Cubs, Ryder Cup can learn from each other, not task forces

Ryder-Cup-logo-34eA Ryder Cup task force to explore ways a team that’s losing can find a better way to win?

Brilliant. Why didn’t the Cubs think of this?

Actually, they did. In the early 1960s, they created the College of Coaches and brought in Col. Bob Whitlow as athletic director.

Rotating coaches. College rah-rah. Didn’t matter. The North Siders still haven’t hoisted any hardware.

With this Ryder Cup task force, give credit to the PGA of America for a desperate public-relations move to show how determined it is to beat the Europeans, who have won eight of the last 10 Ryder Cups.

But as with the Cubs, Team USA’s Ryder Cup shortcomings are more about players. This year, Europe simply had better players. During their streak of domination, even when the Americans had better players, the Euros also have won because of better team chemistry and a better comfort level with the team format of what’s an individual sport on this side of the pond.

Fourball and foursomes—best ball and alternate shot— are more common in Britain, so the Euros are more familiar with those formats. Across the pond, golf is frequently about winning rather than scoring. At Muirfield, for example, the members often play a best ball in the morning, have a nice lunch, then play alternate shot in the afternoon.

Also, golf is more of a game of the people in the U.K. than it is in the United States, where country clubs rule. Americans tend to have pretty swings; the Euros tend to have scrappy toughness that makes them very good in match play.

chc_1200x630A big common tie between the Cubs and America’s beleaguered Ryder Cup squad is momentum—or rather, reverse momentum.

Both teams are constantly reminded of their history of failure. That means the current athletes are inundated with questions about past failure and how monumental a break-through victory would be.

That’s pressure. Especially in a competitive situation where the pressure already is pretty intense.

People talk about the Cubs’ meltdown after the Bartman incident in 2003, and that was certainly a tense team. But I also remember sitting in the dugout before Game 5 in San Diego in 1984 with Jim Frey, who looked like he’d just seen a ghost. By that point, the pressure was off the charts. That Cub team won the first two games handily, then lost three straight to the Padres. By the time Game 5 rolled around, the tension had become unbearable.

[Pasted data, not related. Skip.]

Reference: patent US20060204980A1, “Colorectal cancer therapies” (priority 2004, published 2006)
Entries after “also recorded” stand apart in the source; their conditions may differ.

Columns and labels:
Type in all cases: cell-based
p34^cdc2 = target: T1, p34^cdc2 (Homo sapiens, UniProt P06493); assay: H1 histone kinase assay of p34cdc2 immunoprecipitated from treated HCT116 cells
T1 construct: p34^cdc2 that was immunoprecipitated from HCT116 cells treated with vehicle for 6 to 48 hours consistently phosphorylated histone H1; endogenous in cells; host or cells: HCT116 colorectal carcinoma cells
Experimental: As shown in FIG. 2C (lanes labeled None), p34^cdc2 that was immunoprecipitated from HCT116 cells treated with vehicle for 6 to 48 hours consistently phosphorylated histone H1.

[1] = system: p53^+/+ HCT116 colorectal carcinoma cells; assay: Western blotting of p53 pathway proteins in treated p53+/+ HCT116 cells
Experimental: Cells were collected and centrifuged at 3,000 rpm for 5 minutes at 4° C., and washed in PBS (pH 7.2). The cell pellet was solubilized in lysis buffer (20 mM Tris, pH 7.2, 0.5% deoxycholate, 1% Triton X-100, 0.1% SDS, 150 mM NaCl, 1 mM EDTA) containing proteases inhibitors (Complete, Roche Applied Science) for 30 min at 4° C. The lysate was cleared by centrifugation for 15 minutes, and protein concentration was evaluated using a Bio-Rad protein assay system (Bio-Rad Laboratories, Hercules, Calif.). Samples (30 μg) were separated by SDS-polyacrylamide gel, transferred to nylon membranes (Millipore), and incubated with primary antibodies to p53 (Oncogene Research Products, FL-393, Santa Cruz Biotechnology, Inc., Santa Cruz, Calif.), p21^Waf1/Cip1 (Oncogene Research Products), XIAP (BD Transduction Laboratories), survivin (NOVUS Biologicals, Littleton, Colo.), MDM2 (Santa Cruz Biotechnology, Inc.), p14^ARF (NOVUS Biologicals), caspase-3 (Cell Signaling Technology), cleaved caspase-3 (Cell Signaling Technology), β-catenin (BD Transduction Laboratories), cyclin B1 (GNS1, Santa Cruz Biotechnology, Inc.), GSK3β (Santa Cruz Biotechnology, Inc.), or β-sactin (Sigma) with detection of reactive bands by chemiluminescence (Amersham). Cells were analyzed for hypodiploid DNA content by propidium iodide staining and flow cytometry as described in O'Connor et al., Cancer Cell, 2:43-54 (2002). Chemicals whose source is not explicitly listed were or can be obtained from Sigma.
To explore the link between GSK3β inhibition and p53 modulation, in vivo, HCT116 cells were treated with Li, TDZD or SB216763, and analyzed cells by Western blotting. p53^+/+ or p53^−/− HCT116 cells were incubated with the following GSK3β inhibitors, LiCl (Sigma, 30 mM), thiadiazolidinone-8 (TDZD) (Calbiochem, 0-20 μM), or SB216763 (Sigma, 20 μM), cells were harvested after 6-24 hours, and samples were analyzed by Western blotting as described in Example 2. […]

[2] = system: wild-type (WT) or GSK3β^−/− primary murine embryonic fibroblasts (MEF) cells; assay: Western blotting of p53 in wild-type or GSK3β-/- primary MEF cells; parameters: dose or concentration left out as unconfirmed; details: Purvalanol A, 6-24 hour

I noticed something similar at Medinah two years ago, when Team USA blew a 10-6 lead on Sunday when it seemed to have the Ryder Cup in its grasp. In the marquee matchup, Keegan Bradley, who had played so well the first two days, seemed to be on his heels against Rory McIlroy. That was odd because McIlroy, who had rushed to the tee after supposed time-zone confusion, should have been the distracted player.

Long before that in weekend in Chicago, I could almost sense an apprehension in captain Davis Love III when I saw him during a couple of summer updates. You could almost feel the wheels turning inside him.

That’s understandable. The Ryder Cup and Cubs droughts are casting giant shadows.

How to end the losing? In baseball, it has to be a comprehensive top-to-bottom/ bottom-to-top overhaul. The Cubs like to grab headlines by hiring successful execs like Andy McPhail (from the Twins) and Theo Epstein (from the Red Sox).

Maybe they ought to take a Mega-Bus down to St. Louis and come back with minor-leaguer managers, pitching coaches, hitting instructors, scouts, you name it—or at least or at least bring back a notebook filled with ideas on how to build that kind of winning organization.

In the Ryder Cup, there’s an even simpler solution: Bring in a hypnotist to convince the American players they’re playing for the Presidents Cup, where they have won nine of 10, to ease the losing-streak pressure.

It makes as much sense as a task force.



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